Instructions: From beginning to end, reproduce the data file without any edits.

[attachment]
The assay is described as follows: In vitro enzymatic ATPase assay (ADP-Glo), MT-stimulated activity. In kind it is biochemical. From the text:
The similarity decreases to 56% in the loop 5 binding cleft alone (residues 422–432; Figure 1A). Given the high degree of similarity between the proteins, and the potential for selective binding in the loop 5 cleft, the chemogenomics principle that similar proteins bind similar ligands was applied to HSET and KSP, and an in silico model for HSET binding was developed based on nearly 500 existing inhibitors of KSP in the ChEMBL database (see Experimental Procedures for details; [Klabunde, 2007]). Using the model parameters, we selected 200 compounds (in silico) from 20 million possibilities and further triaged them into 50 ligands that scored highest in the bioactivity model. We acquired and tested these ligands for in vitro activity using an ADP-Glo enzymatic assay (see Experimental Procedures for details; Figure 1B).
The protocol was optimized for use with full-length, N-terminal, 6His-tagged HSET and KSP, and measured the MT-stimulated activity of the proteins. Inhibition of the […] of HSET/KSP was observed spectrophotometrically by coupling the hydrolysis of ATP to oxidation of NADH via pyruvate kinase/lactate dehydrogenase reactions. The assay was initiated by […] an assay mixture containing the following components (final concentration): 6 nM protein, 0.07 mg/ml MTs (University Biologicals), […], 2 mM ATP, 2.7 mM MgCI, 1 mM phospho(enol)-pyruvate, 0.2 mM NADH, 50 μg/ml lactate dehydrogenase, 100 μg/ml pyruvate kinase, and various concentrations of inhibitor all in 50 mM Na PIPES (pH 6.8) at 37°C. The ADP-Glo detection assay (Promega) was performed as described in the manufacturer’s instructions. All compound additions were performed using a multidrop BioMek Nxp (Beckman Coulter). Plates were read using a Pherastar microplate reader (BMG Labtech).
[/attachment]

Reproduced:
The assay is described as follows: In vitro enzymatic ATPase assay (ADP-Glo), MT-stimulated activity. In kind it is biochemical. From the text:
The similarity decreases to 56% in the loop 5 binding cleft alone (residues 422–432; Figure 1A). Given the high degree of similarity between the proteins, and the potential for selective binding in the loop 5 cleft, the chemogenomics principle that similar proteins bind similar ligands was applied to HSET and KSP, and an in silico model for HSET binding was developed based on nearly 500 existing inhibitors of KSP in the ChEMBL database (see Experimental Procedures for details; [Klabunde, 2007]). Using the model parameters, we selected 200 compounds (in silico) from 20 million possibilities and further triaged them into 50 ligands that scored highest in the bioactivity model. We acquired and tested these ligands for in vitro activity using an ADP-Glo enzymatic assay (see Experimental Procedures for details; Figure 1B).
The protocol was optimized for use with full-length, N-terminal, 6His-tagged HSET and KSP, and measured the MT-stimulated activity of the proteins. Inhibition of the […] of HSET/KSP was observed spectrophotometrically by coupling the hydrolysis of ATP to oxidation of NADH via pyruvate kinase/lactate dehydrogenase reactions. The assay was initiated by […] an assay mixture containing the following components (final concentration): 6 nM protein, 0.07 mg/ml MTs (University Biologicals), […], 2 mM ATP, 2.7 mM MgCI, 1 mM phospho(enol)-pyruvate, 0.2 mM NADH, 50 μg/ml lactate dehydrogenase, 100 μg/ml pyruvate kinase, and various concentrations of inhibitor all in 50 mM Na PIPES (pH 6.8) at 37°C. The ADP-Glo detection assay (Promega) was performed as described in the manufacturer’s instructions. All compound additions were performed using a multidrop BioMek Nxp (Beckman Coulter). Plates were read using a Pherastar microplate reader (BMG Labtech).